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Victor Hugo, Cuban Rap, And Working With Families Facing Deportation: Here's What Inspired "Of Women And Salt"

Gabriela Garcia shares the art, music, and history that inspired her while writing her debut novel.

Posted on May 1, 2021, at 8:38 a.m. ET

Black and white cutout of Gabriela Garcia's headshot, placed in front of her book, "Of Women and Salt."
BuzzFeed News; Andria Lo, Flatiron Books

The BuzzFeed Book Club spent April reading Gabriela Garcia's debut novel, Of Women and Salta poignant story following multiple generations of Cuban and Cuban American women as they grapple with grief, addiction, and intergenerational trauma. (Read the first two chapters here.) We asked Garcia to tell us about the inspiration behind the book — what she was reading, listening to, and thinking about. Here's what she had to say.


Different threads of Of Women and Salt came to me at different times. Some of it came to me years ago when I was working as an organizer primarily focused on deportation defense work. I visited a couple of the family detention centers that were cropping up around the country, growing in size each day as deportations ramped up across the country. I started writing these little snippets, observations. I think it was my own way of processing. And some of that writing developed into the thread of the novel that is about Gloria and Ana, a Salvadoran mother and daughter who are neighbors to Jeanette, a character whose family immigrated from Cuba in a very different manner.

Pieces of Jeanette’s family’s story also came to me in different ways, like once, on a trip to Cuba, when I visited a museum exhibit that featured letters from the author Victor Hugo to Cuban independence fighters and workers in the 19th century. My family had always been into cigars, and I’d grown up around Montecristos and Romeo y Julietas, but I had no idea they were named after favorite books read to cigar workers in tobacco factories. My interest in this history sparked the chapter that features Maria Isabel, who is the only woman working in a cigar factory in 1866.

When I started writing the novel, I knew I didn’t want to write a linear story that followed a traditional story structure. I wanted the book to feel fractured, the way memory feels fractured, the way we pass on stories. And so I started combining these different threads that had come to me at different times into a narrative about two families whose lives come together in ways they don’t foresee and that illuminate other kinds of fractures — between mothers and daughters, along racial and class lines, between the stories women tell themselves and the ones they can’t see. I thought a lot about how stories function as I wrote my own.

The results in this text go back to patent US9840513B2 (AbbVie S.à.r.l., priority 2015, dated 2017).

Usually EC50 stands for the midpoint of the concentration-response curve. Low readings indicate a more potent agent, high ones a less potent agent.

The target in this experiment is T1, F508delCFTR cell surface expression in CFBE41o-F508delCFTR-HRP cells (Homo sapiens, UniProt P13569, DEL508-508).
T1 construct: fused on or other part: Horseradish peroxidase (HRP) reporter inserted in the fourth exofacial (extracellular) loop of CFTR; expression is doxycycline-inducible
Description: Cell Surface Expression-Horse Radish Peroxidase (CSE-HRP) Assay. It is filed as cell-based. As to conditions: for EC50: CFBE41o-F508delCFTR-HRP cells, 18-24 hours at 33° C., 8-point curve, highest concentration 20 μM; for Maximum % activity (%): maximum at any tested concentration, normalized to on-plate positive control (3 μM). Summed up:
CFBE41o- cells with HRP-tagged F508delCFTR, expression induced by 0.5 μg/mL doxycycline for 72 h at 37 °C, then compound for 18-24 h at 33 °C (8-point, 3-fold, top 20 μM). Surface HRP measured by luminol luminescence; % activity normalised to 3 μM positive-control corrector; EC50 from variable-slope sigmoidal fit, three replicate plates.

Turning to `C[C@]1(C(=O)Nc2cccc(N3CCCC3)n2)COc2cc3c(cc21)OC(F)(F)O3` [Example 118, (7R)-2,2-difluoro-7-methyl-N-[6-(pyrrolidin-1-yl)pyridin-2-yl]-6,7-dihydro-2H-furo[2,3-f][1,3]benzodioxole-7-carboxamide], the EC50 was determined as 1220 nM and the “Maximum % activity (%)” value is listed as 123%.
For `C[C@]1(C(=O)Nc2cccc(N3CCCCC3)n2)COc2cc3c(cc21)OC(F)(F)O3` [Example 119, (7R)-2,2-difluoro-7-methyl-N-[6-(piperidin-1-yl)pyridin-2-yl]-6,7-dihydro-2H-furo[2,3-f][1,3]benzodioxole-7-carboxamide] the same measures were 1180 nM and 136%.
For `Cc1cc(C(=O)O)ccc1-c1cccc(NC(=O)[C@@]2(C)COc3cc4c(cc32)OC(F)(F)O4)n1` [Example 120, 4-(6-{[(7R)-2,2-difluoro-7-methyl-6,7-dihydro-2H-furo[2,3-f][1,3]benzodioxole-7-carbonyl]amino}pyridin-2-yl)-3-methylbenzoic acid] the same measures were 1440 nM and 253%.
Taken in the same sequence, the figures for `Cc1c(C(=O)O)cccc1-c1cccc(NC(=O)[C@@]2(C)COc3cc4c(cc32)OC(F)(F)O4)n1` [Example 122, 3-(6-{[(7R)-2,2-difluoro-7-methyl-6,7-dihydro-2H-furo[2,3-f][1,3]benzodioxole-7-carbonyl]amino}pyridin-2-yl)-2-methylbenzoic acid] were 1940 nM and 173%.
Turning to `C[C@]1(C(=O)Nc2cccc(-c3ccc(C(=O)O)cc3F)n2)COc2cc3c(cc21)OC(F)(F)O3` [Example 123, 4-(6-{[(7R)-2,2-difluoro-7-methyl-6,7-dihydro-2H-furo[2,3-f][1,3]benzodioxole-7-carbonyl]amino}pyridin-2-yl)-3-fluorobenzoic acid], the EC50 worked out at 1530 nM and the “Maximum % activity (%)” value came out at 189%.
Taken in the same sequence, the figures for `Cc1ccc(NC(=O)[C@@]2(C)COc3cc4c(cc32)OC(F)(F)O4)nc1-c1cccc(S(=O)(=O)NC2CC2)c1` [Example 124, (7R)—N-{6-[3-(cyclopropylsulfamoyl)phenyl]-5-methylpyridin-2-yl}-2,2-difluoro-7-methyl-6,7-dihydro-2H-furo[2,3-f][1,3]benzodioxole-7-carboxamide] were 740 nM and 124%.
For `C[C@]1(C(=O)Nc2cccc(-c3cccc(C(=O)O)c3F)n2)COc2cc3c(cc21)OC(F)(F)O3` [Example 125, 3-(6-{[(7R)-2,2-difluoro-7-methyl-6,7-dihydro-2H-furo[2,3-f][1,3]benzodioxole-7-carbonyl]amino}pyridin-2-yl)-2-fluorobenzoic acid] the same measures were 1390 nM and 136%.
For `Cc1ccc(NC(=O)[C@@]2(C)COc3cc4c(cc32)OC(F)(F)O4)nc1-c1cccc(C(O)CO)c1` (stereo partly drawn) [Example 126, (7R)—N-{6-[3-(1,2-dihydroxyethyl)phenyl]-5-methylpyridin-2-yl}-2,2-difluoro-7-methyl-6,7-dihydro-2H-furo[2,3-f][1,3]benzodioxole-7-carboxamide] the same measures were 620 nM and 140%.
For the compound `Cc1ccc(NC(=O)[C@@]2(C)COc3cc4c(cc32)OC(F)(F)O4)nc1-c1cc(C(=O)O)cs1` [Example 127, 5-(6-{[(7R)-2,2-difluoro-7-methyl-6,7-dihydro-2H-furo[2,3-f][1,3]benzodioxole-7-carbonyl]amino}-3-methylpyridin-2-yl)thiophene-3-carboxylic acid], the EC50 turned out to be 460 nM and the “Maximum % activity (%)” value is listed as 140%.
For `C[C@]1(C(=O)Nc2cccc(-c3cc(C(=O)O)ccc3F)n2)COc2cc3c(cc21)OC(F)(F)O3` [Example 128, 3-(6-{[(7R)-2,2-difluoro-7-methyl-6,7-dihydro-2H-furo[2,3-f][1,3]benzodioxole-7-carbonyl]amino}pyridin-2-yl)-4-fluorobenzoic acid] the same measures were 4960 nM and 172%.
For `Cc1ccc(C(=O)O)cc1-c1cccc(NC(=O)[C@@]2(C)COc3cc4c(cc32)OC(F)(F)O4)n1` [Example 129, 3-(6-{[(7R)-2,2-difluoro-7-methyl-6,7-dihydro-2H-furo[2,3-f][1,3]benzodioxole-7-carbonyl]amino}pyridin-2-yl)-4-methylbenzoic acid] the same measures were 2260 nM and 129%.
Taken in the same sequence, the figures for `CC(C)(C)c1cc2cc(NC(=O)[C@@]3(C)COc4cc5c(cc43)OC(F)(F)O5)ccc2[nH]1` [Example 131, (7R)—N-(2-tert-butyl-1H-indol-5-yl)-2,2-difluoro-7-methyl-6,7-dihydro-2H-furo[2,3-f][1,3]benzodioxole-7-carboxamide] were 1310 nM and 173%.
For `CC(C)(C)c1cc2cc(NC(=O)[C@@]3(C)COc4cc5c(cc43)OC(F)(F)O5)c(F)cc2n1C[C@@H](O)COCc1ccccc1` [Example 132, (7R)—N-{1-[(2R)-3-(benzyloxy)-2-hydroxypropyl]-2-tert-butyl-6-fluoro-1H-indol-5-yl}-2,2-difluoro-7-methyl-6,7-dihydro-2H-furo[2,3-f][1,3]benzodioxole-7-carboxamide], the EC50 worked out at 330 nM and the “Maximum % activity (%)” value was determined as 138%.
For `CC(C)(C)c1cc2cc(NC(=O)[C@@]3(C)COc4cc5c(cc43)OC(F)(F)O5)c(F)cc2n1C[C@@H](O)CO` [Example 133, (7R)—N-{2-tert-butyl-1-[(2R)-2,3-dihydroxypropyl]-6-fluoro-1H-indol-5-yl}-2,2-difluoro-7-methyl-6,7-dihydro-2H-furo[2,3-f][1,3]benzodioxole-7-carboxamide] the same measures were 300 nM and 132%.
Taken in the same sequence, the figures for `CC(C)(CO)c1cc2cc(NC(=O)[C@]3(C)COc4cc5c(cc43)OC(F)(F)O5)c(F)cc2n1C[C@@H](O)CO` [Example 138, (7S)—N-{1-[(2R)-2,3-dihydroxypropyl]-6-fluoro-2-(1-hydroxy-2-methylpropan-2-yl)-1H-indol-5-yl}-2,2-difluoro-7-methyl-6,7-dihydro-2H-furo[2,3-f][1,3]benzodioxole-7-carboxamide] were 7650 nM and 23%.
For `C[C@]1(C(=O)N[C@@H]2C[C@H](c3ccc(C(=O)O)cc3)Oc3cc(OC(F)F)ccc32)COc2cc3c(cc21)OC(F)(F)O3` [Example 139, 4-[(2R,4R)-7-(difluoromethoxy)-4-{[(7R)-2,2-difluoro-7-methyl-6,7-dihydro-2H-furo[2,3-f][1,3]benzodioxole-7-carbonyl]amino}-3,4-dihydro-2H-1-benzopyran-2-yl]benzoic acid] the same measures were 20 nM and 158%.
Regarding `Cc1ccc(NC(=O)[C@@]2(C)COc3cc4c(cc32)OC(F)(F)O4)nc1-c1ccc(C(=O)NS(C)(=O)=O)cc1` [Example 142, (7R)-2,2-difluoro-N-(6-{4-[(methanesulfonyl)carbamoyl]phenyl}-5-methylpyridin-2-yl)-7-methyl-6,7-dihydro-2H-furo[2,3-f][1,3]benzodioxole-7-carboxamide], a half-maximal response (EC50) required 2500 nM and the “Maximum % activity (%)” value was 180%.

Because the book has so many origin stories, my inspiration takes a lot of forms.

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I listened to Danay Suárez, a Cuban singer and rapper I discovered many years, and Ibeyi, Cuban-born sisters in France who sing in English, Spanish, French, and Yoruba. I also listened to a lot of Lianne La Havas, Celeste, and Perfume Genius. If I ever made a playlist for my book, all of these artists would be on it.

Étienne Carjat, Library of Latin America

Casa Victor Hugo in La Habana is where I first encountered letters from Victor Hugo to Cuban independence fighters and workers in the 19th century. That interplay between literary culture and a political movement during a fraught moment of vast inequities in Cuba became fascinating to me.

Walking through Vieja Habana and seeing the statue of Cecilia Valdés (from the 1839 novel of the same name, by Cirilo Villaverde) in front of the Ermita del Santo Angel Custodio church got me thinking about the roles of that character and book in shaping Cuba's literary imaginary.

My aunt was very close friends with the late Cuban-born artist Ana Mendieta, and I've gone with her to visit some of the sites of her "earth-body" sculptures in the mountains in Jaruco. I thought a lot about her work around womanhood, violence, identity, and belonging, and in particular about her trans-national artworks in Cuba and the U.S. at a time when there was little dialogue between the two countries.

Irapuato, my father's hometown in Mexico, also figures in the novel. My grandmother's house is right by the train tracks on which freight trains carry migrants from Central America up to the US border. I used to walk by those tracks with her before I understood any of the tensions, any of the political context. ●


Gabriela Garcia is the recipient of a Rona Jaffe Foundation Writer's Award and a Steinbeck fellowship from San Jose State University. Her fiction and poetry have appeared in Best American Poetry, Tin House, Zyzzyva, Iowa Review, and elsewhere. She received an MFA in fiction from Purdue and lives in the Bay Area. Of Women and Salt is her first novel.

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